David Morgan / Reuters – 2004-12-17 22:59:04
WASHINGTON (December 15, 2004) — President Bush on Wednesday warned Iran and Syria not to meddle in Iraq ahead of elections scheduled for January 30 and voiced new hopes of forging peace between Israel and the Palestinians.
At a White House meeting with Italian Prime Minister Silvio Berlusconi, Bush urged Iraq’s neighbors to help the interim government of Prime Minister Iyad Allawi by enforcing border security restrictions in an effort to keep money and arms out of the hands of insurgents.
“We will continue to make it clear to both Syria and Iran that … meddling in the internal affairs of Iraq is not in their interests,” Bush told reporters.
He spoke after Iraq’s interim defense minister earlier Wednesday accused the two countries of aiding al Qaeda Islamist Abu Musab al-Zarqawi and former agents of Saddam Hussein to promote an insurgency that has intensified in recent weeks.
Iran and Syria deny any links to the Iraqi insurgents battling Iraqi security and U.S.-led international forces.
“We expect there to be help in establishing a society in which people are able to elect their leaders,” the president said. “We expect people to work with the Iraqi interim government to enforce borders to stop the flow of people and money that aim to help these terrorists.”
Middle East Optimism
Bush and Berlusconi, who met for more than an hour in the Oval Office, also voiced optimism about peace in the Middle East a day after former Palestinian Prime Minister Mahmoud Abbas called on his people to pursue negotiations rather than violence in their quest for statehood.
Abbas is favored to win a Jan. 9 election to replace the late Palestinian leader Yasser Arafat. “There’s a very good chance that we can achieve that peace. I look forward to working toward that end,” Bush said. Added Berlusconi: “We agreed on the fact that it is now the appropriate time to solve the Middle East issue.”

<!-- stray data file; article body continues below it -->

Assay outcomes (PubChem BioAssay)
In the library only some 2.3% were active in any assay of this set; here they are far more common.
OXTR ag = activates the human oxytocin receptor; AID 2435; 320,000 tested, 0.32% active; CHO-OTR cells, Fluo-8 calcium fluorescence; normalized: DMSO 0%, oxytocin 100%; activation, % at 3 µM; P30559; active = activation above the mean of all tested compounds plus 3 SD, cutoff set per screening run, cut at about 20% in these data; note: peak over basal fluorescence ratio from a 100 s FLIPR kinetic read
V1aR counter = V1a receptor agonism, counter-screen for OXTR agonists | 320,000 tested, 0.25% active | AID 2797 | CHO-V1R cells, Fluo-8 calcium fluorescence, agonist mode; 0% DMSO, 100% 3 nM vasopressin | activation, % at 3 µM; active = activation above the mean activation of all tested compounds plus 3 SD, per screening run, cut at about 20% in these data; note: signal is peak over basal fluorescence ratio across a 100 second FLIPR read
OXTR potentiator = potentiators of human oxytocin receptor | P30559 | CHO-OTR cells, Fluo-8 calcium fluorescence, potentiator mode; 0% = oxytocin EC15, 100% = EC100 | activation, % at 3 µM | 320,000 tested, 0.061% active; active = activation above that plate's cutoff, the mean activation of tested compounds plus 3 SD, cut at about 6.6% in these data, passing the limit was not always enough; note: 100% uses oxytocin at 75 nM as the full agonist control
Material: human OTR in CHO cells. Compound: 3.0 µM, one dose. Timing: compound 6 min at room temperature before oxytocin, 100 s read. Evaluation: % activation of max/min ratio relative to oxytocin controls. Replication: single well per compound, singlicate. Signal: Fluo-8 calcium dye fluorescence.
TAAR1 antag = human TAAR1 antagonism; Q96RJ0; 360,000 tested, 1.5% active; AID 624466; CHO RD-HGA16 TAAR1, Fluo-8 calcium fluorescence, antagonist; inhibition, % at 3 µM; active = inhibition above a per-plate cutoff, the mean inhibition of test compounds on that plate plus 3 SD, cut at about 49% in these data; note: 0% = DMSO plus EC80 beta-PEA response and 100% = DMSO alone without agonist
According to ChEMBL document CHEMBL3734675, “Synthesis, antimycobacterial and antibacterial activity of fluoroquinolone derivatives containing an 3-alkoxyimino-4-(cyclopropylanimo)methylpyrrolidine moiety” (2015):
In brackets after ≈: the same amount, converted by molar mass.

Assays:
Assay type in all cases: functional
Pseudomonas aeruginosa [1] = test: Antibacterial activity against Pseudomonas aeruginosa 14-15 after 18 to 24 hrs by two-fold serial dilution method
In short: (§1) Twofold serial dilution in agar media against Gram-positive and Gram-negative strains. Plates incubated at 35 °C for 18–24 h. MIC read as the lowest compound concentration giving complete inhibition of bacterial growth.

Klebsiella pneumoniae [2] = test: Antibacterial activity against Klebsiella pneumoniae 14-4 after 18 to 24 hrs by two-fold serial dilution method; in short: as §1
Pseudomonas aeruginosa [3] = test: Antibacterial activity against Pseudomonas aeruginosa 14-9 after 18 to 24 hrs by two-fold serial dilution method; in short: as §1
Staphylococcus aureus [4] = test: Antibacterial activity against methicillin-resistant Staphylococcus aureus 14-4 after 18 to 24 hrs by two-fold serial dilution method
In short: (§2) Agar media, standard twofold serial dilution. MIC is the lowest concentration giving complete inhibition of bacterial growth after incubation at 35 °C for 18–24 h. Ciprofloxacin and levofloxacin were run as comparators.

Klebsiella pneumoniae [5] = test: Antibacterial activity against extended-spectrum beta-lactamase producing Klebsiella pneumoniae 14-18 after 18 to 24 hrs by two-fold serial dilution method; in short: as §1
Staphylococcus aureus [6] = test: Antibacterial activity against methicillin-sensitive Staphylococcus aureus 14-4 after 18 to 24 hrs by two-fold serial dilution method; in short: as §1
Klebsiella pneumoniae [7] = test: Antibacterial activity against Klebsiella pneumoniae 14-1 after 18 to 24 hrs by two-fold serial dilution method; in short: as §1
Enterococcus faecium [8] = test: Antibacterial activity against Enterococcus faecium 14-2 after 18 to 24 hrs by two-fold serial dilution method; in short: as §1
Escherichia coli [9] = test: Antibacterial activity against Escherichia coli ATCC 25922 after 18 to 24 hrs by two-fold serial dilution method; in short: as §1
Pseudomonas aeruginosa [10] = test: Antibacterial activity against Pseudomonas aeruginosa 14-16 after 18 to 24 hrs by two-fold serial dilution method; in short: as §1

Neither leader mentioned Israeli Foreign Minister Silvan Shalom’s urging for a Middle East summit on peace that would include roles for both the United States and European Union.
Berlusconi, one of Washington’s closest European allies, pledged wide-ranging support for a second-term Bush agenda that calls for continued backing for Iraq and Afghanistan and the promotion of democratic reform in the greater Middle East.
“President Bush tells me and all of the others always what’s in his mind. And it is very positive that ‘yes’ means really ‘yes’ to him and ‘no’ means ‘no’,” the Italian leader said through an English interpreter.
Meanwhile, Bush praised Berlusconi’s leadership five days after a Milan court dropped criminal corruption charges against the Italian prime minister after ruling that the statute of limitations had run out
“He’s the kind of man, when he gives you his word, he keeps his word, which is the sign of an impressive, strong leader,” Bush said.
Berlusconi promised to help Bush mend strained U.S. relations with European countries, where the U.S. president is unpopular. Bush is expected to visit Europe in February.
“I wanted to reassure President Bush that I will do any possible effort to strengthen the relationship between the United States of America and Europe, because I agree with him, the West is only one,” Berlusconi said.
(Additional reporting by Steve Holland)
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